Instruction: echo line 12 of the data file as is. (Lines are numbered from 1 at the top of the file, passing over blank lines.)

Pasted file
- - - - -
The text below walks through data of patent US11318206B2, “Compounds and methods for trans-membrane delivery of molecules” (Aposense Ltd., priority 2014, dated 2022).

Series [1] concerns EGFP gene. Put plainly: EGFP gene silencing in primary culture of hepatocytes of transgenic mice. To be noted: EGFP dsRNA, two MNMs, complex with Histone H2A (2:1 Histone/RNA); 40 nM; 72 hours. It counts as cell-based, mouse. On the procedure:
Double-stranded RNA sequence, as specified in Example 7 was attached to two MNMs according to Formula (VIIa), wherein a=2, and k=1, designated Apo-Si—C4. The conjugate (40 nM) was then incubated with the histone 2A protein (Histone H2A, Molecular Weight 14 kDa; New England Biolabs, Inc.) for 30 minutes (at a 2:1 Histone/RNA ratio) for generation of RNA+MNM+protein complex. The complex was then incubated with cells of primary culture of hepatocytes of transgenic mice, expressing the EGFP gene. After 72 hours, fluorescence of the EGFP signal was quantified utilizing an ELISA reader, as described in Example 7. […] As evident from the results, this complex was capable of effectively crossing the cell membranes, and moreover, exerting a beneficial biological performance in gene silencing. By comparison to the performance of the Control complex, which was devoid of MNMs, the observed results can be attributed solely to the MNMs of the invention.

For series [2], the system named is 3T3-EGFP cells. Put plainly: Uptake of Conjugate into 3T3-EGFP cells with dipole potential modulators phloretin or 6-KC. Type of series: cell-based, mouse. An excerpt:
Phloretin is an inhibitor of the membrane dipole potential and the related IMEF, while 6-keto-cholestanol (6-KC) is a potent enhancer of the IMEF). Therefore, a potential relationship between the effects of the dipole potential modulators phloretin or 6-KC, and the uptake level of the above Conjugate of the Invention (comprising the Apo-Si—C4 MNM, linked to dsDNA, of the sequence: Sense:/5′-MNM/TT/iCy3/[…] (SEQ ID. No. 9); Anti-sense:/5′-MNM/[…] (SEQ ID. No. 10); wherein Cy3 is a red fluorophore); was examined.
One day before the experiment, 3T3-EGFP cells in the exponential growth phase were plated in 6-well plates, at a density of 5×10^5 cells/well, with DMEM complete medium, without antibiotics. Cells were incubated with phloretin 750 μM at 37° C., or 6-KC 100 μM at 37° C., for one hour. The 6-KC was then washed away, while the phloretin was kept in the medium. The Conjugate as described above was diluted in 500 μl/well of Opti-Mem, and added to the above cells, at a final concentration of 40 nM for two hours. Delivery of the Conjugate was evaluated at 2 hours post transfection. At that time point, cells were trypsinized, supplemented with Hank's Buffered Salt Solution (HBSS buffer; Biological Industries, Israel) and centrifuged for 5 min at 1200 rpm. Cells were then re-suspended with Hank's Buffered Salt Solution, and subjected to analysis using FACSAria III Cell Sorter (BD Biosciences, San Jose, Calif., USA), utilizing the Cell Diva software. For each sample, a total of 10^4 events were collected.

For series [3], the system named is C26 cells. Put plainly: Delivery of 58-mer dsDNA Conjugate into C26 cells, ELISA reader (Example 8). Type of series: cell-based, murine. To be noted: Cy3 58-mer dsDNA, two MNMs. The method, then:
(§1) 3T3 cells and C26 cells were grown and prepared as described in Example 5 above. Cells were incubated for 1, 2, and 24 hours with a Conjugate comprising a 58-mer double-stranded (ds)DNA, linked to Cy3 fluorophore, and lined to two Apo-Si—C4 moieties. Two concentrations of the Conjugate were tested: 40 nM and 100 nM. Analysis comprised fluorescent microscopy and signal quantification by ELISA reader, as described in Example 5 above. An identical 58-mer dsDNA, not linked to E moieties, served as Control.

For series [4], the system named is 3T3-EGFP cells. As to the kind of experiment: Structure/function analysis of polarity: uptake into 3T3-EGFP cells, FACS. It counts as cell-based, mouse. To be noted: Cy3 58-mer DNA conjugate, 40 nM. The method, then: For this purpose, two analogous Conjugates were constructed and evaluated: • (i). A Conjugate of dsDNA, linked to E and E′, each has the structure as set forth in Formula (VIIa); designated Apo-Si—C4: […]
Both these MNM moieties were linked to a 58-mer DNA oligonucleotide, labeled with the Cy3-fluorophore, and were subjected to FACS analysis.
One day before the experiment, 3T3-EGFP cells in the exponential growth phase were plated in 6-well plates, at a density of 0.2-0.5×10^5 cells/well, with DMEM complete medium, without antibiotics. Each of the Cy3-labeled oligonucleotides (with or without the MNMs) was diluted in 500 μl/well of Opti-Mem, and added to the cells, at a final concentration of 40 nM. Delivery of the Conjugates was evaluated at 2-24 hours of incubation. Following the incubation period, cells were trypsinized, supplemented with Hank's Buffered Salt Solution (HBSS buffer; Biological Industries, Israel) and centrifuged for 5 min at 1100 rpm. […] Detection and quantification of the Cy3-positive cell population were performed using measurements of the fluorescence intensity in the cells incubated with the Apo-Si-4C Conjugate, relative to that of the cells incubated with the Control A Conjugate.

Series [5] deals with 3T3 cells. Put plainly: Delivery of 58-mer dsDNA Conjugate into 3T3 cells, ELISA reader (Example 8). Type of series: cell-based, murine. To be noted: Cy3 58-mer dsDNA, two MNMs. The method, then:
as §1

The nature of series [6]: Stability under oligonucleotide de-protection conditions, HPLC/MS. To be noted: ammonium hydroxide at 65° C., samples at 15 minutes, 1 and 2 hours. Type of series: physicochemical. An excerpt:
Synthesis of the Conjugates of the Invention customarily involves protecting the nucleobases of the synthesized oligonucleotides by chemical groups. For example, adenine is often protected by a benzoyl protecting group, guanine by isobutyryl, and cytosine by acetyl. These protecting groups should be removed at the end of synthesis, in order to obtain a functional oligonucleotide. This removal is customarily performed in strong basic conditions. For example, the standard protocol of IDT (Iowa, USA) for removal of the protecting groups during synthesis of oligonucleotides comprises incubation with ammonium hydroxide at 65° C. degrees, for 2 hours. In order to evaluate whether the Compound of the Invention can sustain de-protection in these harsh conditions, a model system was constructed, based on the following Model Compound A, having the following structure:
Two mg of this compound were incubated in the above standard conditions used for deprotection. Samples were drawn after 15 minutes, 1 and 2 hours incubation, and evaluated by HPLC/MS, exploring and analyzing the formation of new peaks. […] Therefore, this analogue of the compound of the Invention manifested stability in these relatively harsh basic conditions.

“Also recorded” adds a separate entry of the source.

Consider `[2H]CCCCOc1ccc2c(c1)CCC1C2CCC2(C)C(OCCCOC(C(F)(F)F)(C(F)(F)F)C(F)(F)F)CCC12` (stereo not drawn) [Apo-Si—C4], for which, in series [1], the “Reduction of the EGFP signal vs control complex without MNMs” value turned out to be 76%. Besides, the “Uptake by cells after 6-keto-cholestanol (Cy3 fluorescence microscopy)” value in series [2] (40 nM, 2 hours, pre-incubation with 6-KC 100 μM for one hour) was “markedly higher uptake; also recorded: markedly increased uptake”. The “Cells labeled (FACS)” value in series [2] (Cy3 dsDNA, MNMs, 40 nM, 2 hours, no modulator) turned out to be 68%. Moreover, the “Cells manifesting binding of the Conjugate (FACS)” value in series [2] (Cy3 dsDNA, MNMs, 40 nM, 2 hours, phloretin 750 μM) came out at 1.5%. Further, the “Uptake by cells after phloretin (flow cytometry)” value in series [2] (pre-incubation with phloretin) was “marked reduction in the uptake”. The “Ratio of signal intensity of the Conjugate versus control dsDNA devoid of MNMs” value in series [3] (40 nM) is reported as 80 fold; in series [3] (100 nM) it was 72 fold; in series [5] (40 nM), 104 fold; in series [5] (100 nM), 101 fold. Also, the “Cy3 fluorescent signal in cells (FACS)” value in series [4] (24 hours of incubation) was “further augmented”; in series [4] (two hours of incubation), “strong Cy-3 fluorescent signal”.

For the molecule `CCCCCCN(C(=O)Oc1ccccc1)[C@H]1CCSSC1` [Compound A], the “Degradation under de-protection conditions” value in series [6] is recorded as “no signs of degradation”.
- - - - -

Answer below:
Series [5] deals with 3T3 cells. Put plainly: Delivery of 58-mer dsDNA Conjugate into 3T3 cells, ELISA reader (Example 8). Type of series: cell-based, murine. To be noted: Cy3 58-mer dsDNA, two MNMs. The method, then: